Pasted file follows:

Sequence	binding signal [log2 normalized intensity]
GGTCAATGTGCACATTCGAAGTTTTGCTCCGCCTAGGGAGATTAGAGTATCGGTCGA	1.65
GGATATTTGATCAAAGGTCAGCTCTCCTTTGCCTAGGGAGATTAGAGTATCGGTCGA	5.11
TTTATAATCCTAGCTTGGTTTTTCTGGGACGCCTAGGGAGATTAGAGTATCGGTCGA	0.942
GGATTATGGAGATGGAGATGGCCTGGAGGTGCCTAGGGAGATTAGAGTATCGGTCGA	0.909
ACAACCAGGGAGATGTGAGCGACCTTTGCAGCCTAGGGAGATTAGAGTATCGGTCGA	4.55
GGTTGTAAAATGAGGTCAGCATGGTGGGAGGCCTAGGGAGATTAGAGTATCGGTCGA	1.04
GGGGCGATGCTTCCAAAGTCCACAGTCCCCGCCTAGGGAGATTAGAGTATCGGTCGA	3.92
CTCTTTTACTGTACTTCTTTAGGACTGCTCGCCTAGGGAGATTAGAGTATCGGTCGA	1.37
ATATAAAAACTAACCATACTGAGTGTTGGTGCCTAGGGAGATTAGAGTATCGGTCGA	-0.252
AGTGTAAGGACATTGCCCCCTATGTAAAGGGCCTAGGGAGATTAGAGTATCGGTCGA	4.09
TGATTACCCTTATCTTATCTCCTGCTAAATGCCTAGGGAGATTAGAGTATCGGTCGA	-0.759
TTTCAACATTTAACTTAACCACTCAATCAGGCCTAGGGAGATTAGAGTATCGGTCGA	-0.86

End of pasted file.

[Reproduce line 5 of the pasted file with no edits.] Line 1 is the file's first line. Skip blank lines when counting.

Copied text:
GGATTATGGAGATGGAGATGGCCTGGAGGTGCCTAGGGAGATTAGAGTATCGGTCGA	0.909